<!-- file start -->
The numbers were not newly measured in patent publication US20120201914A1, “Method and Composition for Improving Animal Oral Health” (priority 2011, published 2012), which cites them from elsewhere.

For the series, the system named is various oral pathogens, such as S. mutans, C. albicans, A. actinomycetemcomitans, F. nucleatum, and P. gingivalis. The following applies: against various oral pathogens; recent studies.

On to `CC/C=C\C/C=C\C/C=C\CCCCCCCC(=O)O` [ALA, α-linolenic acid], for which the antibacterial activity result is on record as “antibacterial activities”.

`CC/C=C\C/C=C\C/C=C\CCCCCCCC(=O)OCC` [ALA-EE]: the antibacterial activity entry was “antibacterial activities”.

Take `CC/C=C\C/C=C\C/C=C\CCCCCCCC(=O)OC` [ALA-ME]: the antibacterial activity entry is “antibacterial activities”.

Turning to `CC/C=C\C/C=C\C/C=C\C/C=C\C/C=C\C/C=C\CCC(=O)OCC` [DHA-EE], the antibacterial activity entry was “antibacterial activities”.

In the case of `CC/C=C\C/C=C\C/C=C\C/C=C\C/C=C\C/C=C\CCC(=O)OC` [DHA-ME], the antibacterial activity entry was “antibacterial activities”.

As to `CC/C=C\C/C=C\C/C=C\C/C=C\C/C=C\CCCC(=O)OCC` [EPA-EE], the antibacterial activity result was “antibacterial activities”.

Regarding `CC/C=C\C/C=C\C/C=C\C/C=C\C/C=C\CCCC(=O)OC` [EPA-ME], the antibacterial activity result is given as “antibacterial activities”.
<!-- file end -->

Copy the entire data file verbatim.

The numbers were not newly measured in patent publication US20120201914A1, “Method and Composition for Improving Animal Oral Health” (priority 2011, published 2012), which cites them from elsewhere.

For the series, the system named is various oral pathogens, such as S. mutans, C. albicans, A. actinomycetemcomitans, F. nucleatum, and P. gingivalis. The following applies: against various oral pathogens; recent studies.

On to `CC/C=C\C/C=C\C/C=C\CCCCCCCC(=O)O` [ALA, α-linolenic acid], for which the antibacterial activity result is on record as “antibacterial activities”.

`CC/C=C\C/C=C\C/C=C\CCCCCCCC(=O)OCC` [ALA-EE]: the antibacterial activity entry was “antibacterial activities”.

Take `CC/C=C\C/C=C\C/C=C\CCCCCCCC(=O)OC` [ALA-ME]: the antibacterial activity entry is “antibacterial activities”.

Turning to `CC/C=C\C/C=C\C/C=C\C/C=C\C/C=C\C/C=C\CCC(=O)OCC` [DHA-EE], the antibacterial activity entry was “antibacterial activities”.

In the case of `CC/C=C\C/C=C\C/C=C\C/C=C\C/C=C\C/C=C\CCC(=O)OC` [DHA-ME], the antibacterial activity entry was “antibacterial activities”.

As to `CC/C=C\C/C=C\C/C=C\C/C=C\C/C=C\CCCC(=O)OCC` [EPA-EE], the antibacterial activity result was “antibacterial activities”.

Regarding `CC/C=C\C/C=C\C/C=C\C/C=C\C/C=C\CCCC(=O)OC` [EPA-ME], the antibacterial activity result is given as “antibacterial activities”.